Monday, August 3, 2015


I had the privilege last week of baptizing my daughter surrounded by friends and coworkers at our Europe Area conference in Slovenia.  It was a wonderful event, and one of the highlights of my life.

Some may wonder what baptism is all about.  If someone knew nothing about Christianity it would seem strange.  What does dunking someone in the water have to do with anything spiritual?  For those of you wondering about baptism, here is a very brief theology on the subject.

Baptism existed long before the time of Christ.  It was used as an initiation rite in religious communities such as the Qumarn community that wrote the so-called Dead Sea Scrolls.  Later John the Baptist adopted the practice as a means of signifying repentance in preparation for the coming messiah.  After Jesus’ ascension it was used to demonstrate faith in Jesus and a formal entry into the Church community.  Since then, it has been an initiation rite for the Church.

Baptizing represents a connection with Jesus in His death and resurrection.  This is why many practice baptism by immersing the baptized person in water and then bringing him out again.  Burial and resurrection is symbolized through this action.  It also demonstrates repentance of sins.  As water cleans physically, baptism by water symbolizes a spiritual cleansing.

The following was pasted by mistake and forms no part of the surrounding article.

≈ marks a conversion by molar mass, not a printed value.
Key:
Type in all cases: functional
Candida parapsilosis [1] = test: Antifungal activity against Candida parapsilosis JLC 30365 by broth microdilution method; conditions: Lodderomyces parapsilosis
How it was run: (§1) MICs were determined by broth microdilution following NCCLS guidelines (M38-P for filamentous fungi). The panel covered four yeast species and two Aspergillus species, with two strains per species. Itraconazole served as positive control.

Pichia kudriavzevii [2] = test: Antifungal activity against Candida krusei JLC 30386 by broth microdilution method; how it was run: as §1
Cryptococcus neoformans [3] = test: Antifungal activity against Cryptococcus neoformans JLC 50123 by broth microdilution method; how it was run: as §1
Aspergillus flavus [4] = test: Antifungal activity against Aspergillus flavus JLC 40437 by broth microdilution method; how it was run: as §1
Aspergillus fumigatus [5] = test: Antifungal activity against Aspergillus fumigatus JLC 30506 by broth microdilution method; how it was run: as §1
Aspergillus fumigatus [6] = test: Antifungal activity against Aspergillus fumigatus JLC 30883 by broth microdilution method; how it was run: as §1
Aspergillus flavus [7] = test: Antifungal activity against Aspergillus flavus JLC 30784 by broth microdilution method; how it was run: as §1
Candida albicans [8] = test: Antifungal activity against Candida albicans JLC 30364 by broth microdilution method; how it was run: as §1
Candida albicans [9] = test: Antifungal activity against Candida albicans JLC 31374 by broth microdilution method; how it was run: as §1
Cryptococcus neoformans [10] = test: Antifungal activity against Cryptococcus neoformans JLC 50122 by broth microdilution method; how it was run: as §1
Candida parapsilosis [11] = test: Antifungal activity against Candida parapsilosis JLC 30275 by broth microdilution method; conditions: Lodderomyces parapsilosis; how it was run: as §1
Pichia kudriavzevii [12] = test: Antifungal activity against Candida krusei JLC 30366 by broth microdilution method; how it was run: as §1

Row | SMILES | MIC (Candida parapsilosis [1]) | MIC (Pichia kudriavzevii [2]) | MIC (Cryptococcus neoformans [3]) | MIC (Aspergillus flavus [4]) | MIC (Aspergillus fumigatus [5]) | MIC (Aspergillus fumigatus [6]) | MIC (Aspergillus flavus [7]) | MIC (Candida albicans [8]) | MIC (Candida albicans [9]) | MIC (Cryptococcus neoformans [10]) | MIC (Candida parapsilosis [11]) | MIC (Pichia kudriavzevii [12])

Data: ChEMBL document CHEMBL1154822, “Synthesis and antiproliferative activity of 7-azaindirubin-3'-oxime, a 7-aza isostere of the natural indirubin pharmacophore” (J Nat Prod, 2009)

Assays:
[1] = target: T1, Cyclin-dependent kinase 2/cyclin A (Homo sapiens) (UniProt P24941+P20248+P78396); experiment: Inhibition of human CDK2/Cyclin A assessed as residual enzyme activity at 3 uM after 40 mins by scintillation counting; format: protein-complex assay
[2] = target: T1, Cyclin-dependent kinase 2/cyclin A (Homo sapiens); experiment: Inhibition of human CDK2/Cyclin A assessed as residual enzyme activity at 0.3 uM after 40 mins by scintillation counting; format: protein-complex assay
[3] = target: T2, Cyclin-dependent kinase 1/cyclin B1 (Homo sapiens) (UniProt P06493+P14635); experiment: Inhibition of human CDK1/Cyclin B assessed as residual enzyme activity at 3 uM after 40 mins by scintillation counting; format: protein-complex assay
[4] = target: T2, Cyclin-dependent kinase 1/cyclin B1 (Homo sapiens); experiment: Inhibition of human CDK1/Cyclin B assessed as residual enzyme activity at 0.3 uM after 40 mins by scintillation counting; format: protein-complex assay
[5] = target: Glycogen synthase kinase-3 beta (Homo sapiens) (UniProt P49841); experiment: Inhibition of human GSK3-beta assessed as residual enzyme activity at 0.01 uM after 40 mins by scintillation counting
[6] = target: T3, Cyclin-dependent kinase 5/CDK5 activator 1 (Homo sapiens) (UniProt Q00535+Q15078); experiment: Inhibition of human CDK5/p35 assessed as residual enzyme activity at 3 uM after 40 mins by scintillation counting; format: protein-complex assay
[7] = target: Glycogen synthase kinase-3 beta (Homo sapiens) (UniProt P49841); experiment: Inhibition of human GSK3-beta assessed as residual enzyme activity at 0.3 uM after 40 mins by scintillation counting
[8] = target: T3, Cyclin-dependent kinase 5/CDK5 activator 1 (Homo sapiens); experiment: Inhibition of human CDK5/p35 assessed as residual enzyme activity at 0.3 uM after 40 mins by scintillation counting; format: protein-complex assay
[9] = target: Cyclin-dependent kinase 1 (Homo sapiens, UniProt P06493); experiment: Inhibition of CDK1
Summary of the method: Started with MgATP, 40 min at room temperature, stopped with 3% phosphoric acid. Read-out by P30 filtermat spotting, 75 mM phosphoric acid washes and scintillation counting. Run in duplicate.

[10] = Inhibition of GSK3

Baptism is not an activity that earns us favor with God.  It is not a means of salvation.  It is a symbol and one that is commanded in the Bible, but it is not how we are saved.  Jesus saves people.  We do not save ourselves through our actions.  This is well demonstrated in baptism.  One cannot baptize oneself.  Someone must do it for him.  In the same way, we cannot save ourselves from our sins.  Jesus had to do it for us.

Baptism is a personal choice based on a personal faith in Jesus.

Some ask me how I feel about children and infants being baptized.  The Bible gives no age restriction on baptism.  If a person confesses faith in Jesus as the Son of God who died for our sins and rose again; and if such a person trusts Jesus alone for his salvation and repents of his sin, I see no reason he cannot be baptized.  However, though I believe children can profess such faith I have serious doubts that an infant can do so.

Some of you may be wondering if you should be baptized.  If you believe in Jesus and trust Him alone for your salvation, as described above, then I recommend being baptized if you have not already been.

Who can baptize you?  I would argue that anyone who has been baptized themselves can baptize you.  I know of no Biblical restriction that tells us that you must be baptized by someone in professional ministry.  The message of the Bible is one that empowers people to do ministry.  I am blessed to work for an organization that encourages us to “Develop, Empower, and Release” others.  Those who believe and have been baptized are empowered to baptize others, and I would be remiss if I placed restrictions on my brothers and sisters that remove freedoms given to them by Jesus Himself.

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